Translator Disclaimer
7 February 2013 Assessment of the Changes in 9L and C6 Glioma pO2 by EPR Oximetry as a Prognostic Indicator of Differential Response to Radiotherapy
Author Affiliations +

Tumor hypoxia impedes the outcome of radiotherapy. As the extent of hypoxia in solid tumors varies during the course of radiotherapy, methods that can provide repeated assessment of tumor pO2 such as EPR oximetry may enhance the efficacy of radiotherapy by scheduling irradiations when the tumors are oxygenated. The repeated measurements of tumor pO2 may also identify responders, and thereby facilitate the design of better treatment plans for nonresponding tumors. We have investigated the temporal changes in the ectopic 9L and C6 glioma pO2 irradiated with single radiation doses less than 10 Gy by EPR oximetry. The 9L and C6 tumors were hypoxic with pO2 of approximately 5–9 mmHg. The pO2 of C6 tumors increased significantly with irradiation of 4.8–9.3 Gy. However, no change in the 9L tumor pO2 was observed. The irradiation of the oxygenated C6 tumors with a second dose of 4.8 Gy resulted in a significant delay in growth compared to hypoxic and 2 Gy × 5 treatment groups. The C6 tumors with an increase in pO2 of greater than 50% from the baseline of irradiation with 4.8 Gy (responders) had a significant tumor growth delay compared to nonresponders. These results indicate that the ectopic 9L and C6 tumors responded differently to radiotherapy. We propose that the repeated measurement of the oxygen levels in the tumors during radiotherapy can be used to identify responders and to design tumor oxygen guided treatment plans to improve the outcome.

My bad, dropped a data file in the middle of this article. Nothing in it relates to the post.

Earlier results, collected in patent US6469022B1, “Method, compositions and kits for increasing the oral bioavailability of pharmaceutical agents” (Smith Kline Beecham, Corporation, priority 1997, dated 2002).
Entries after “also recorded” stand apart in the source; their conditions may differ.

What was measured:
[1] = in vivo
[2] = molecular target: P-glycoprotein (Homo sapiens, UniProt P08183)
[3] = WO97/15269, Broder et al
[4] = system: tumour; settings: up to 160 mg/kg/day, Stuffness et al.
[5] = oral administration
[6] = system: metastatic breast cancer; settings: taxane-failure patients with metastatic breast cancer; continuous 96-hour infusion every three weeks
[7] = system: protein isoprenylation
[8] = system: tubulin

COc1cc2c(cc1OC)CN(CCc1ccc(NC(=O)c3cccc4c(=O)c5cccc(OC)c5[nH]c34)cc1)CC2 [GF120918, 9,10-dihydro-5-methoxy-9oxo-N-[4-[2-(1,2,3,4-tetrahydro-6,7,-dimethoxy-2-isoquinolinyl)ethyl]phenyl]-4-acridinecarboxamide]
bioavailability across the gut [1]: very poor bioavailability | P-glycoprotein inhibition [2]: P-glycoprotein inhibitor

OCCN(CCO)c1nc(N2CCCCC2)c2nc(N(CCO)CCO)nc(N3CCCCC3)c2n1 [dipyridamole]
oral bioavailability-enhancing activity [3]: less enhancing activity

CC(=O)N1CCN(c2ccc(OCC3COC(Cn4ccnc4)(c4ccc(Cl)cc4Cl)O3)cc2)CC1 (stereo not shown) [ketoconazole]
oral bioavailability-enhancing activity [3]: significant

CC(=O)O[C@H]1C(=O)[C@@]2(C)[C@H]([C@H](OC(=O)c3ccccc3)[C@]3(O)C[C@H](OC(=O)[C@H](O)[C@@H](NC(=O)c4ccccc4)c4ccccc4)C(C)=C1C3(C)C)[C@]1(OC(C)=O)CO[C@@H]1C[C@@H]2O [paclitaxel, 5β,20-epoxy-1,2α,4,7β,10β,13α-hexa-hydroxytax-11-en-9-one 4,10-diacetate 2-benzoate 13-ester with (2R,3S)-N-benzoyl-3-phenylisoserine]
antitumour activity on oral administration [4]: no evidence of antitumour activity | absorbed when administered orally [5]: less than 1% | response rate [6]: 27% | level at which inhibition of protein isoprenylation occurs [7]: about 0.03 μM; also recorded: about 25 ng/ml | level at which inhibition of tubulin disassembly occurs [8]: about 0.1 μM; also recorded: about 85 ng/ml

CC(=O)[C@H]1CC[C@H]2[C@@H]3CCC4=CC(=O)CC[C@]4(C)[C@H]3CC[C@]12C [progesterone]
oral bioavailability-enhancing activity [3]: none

Huagang Hou, Sriram P. Mupparaju, Jean P. Lariviere, Sassan Hodge, Jiang Gui, Harold M. Swartz, and Nadeem Khan "Assessment of the Changes in 9L and C6 Glioma pO2 by EPR Oximetry as a Prognostic Indicator of Differential Response to Radiotherapy," Radiation Research 179(3), 343-351, (7 February 2013).
Received: 28 September 2011; Accepted: 1 November 2012; Published: 7 February 2013

Get copyright permission
Back to Top